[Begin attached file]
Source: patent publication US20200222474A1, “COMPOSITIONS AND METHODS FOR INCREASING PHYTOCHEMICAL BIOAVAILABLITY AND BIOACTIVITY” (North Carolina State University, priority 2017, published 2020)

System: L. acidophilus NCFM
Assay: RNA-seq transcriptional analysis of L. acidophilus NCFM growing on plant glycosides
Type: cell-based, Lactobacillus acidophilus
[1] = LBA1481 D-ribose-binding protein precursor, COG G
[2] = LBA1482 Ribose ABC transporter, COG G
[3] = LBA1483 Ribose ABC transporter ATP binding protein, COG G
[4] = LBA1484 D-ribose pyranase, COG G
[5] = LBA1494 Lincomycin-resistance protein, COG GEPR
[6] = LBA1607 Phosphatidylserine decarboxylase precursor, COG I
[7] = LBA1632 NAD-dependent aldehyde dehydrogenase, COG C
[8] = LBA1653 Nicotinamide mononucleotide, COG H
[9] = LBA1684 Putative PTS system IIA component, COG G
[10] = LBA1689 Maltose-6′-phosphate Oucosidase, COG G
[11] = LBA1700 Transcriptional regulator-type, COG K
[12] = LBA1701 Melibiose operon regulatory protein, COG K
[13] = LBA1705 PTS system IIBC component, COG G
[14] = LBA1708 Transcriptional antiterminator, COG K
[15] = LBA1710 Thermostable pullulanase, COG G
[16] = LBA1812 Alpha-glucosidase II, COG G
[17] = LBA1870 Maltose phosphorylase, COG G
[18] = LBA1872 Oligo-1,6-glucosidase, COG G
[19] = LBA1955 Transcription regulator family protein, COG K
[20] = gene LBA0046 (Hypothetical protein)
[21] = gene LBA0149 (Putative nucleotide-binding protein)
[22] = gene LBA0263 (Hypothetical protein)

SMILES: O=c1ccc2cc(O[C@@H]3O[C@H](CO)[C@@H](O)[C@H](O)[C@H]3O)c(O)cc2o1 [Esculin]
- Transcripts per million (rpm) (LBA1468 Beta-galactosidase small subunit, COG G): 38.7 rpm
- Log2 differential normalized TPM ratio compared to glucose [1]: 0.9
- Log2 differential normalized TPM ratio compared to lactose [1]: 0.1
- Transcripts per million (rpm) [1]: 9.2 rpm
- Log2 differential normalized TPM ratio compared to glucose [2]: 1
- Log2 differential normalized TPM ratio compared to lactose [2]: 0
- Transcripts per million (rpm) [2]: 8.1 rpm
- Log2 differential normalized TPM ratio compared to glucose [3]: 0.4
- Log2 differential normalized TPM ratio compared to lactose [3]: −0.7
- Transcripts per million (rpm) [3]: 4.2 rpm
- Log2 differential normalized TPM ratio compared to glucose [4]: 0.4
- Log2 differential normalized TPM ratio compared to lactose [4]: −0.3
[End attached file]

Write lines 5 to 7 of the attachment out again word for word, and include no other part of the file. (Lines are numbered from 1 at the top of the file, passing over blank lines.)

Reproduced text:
[1] = LBA1481 D-ribose-binding protein precursor, COG G
[2] = LBA1482 Ribose ABC transporter, COG G
[3] = LBA1483 Ribose ABC transporter ATP binding protein, COG G